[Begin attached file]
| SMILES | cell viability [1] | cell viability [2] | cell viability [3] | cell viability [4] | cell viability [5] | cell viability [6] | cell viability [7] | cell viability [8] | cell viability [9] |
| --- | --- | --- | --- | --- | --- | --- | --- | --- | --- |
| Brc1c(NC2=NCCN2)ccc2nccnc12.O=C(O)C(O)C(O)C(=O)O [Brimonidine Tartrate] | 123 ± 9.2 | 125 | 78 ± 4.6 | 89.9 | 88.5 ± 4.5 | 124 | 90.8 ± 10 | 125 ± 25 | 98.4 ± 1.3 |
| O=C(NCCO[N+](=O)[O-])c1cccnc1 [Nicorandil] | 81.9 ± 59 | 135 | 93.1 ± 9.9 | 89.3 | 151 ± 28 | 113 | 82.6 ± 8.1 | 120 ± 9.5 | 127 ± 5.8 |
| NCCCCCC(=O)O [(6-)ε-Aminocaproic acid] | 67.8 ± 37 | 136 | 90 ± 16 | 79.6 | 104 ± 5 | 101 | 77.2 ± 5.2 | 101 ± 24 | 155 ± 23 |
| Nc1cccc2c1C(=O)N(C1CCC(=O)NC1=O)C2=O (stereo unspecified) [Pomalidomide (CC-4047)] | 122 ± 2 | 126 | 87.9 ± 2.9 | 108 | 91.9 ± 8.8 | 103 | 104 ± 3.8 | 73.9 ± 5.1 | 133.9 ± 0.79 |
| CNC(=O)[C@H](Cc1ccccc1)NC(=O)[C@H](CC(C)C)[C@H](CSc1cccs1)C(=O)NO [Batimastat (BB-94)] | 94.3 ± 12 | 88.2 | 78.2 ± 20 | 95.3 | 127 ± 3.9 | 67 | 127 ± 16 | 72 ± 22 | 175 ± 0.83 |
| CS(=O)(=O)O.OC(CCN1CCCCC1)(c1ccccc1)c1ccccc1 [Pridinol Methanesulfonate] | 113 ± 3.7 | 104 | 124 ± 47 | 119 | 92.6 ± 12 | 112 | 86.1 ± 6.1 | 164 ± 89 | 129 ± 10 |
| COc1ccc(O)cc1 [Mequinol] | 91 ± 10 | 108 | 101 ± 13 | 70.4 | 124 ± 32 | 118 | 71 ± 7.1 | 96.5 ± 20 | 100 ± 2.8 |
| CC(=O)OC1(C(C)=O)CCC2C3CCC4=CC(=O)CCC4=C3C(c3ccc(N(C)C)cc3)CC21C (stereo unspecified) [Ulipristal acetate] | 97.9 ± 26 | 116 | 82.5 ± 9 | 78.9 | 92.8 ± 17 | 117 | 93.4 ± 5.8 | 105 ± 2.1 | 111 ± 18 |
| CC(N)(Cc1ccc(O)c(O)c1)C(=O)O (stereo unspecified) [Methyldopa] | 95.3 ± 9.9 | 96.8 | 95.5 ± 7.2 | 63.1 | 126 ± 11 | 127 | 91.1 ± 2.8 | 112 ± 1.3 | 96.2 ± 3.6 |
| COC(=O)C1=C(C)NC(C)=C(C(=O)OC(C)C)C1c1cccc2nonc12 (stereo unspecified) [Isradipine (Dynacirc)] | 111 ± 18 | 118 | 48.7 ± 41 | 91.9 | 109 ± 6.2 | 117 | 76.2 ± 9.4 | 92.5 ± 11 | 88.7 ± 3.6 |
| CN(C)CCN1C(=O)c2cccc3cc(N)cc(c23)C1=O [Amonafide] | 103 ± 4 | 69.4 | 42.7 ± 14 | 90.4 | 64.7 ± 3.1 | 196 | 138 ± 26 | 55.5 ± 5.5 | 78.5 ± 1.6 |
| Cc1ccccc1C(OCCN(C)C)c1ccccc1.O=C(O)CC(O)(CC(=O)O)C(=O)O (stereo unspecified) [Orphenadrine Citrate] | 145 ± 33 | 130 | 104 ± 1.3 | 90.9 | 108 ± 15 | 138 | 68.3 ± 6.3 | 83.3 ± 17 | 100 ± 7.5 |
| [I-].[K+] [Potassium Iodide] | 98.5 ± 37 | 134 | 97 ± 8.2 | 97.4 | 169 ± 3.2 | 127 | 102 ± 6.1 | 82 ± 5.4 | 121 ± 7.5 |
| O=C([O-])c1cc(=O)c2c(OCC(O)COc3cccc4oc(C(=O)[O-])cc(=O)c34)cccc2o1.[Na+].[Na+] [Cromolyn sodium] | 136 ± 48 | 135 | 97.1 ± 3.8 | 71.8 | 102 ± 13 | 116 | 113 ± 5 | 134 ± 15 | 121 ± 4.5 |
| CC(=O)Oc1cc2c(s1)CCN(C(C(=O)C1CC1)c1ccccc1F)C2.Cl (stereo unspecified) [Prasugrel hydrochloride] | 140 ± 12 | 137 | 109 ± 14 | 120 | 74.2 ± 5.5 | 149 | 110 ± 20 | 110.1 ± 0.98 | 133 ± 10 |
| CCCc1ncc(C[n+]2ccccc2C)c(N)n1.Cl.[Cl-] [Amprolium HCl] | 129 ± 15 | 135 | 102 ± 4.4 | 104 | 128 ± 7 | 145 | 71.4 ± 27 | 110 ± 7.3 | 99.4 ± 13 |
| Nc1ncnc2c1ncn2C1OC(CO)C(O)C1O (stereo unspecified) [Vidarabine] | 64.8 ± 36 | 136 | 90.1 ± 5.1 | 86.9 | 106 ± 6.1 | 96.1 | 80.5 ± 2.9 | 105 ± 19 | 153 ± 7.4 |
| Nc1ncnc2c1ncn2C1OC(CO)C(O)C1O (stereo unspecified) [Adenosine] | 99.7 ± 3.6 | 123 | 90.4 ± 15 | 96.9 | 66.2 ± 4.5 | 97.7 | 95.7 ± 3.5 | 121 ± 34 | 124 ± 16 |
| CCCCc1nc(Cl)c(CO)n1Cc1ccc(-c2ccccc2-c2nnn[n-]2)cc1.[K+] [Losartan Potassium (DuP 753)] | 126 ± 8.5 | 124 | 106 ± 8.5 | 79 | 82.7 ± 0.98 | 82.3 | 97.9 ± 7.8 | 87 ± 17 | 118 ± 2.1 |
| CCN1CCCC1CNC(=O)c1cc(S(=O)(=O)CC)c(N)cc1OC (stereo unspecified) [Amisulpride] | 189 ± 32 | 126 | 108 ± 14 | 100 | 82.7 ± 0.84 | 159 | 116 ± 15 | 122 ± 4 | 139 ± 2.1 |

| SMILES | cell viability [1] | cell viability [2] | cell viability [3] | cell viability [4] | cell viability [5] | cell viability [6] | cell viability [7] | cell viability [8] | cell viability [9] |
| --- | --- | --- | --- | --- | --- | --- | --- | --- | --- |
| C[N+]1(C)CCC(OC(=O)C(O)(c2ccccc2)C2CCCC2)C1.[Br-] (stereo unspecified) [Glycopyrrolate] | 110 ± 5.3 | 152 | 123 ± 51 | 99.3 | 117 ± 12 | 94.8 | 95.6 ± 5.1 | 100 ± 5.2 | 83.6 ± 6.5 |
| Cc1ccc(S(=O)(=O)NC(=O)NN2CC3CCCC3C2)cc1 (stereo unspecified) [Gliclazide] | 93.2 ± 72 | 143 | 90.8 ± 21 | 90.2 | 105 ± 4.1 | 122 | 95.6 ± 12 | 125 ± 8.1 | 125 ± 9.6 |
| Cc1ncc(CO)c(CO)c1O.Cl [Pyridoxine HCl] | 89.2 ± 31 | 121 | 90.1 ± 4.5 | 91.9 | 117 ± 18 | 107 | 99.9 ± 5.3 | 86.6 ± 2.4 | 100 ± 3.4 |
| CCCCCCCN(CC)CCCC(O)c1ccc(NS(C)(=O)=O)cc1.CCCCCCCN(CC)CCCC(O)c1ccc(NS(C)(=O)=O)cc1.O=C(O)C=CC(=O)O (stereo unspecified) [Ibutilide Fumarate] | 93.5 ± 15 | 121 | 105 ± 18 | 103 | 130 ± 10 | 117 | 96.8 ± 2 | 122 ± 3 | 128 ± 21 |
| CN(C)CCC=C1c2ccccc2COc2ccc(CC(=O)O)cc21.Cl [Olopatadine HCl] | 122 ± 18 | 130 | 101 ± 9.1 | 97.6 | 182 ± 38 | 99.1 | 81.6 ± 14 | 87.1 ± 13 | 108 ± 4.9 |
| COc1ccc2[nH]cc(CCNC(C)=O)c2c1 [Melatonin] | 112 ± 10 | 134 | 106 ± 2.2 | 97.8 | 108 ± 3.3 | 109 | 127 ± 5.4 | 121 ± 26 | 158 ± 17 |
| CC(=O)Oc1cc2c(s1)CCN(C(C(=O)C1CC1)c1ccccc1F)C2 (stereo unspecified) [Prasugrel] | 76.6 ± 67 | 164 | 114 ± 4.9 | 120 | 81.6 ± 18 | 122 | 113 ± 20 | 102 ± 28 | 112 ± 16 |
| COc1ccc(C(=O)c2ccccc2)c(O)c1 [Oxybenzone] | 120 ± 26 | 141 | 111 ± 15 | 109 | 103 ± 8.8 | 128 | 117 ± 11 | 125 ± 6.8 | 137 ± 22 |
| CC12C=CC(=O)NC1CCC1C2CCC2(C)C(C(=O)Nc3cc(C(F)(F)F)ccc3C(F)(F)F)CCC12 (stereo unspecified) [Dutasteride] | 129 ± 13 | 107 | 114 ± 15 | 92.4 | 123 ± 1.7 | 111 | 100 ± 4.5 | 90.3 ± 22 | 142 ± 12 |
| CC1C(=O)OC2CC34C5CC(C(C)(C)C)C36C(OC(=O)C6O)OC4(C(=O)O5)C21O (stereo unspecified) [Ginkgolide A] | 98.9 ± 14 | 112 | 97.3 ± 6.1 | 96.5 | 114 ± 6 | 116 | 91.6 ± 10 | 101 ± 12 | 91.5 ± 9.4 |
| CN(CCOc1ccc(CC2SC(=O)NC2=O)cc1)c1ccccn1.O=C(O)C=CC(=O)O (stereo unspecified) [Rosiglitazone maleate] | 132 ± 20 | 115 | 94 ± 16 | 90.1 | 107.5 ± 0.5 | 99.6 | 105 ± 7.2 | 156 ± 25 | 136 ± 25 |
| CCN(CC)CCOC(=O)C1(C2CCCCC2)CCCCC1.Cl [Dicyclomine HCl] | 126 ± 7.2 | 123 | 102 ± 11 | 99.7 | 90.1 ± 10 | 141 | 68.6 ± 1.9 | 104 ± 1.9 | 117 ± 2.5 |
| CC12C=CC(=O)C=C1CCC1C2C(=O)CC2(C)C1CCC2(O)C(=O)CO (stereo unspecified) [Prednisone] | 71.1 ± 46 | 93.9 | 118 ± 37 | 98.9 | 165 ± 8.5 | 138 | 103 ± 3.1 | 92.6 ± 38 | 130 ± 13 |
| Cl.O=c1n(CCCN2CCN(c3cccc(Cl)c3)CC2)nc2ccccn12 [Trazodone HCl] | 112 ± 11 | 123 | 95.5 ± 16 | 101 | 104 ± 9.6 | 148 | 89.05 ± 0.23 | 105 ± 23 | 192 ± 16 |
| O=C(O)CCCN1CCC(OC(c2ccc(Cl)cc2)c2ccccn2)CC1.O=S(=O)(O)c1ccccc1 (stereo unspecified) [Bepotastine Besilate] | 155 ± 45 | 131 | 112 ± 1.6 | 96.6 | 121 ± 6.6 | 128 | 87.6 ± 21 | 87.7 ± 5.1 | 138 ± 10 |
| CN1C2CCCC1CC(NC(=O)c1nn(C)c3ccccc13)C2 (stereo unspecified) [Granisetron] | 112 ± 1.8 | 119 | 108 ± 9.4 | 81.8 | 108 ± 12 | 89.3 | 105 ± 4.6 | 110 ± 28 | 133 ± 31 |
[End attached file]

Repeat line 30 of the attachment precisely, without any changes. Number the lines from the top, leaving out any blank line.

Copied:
| COc1ccc2[nH]cc(CCNC(C)=O)c2c1 [Melatonin] | 112 ± 10 | 134 | 106 ± 2.2 | 97.8 | 108 ± 3.3 | 109 | 127 ± 5.4 | 121 ± 26 | 158 ± 17 |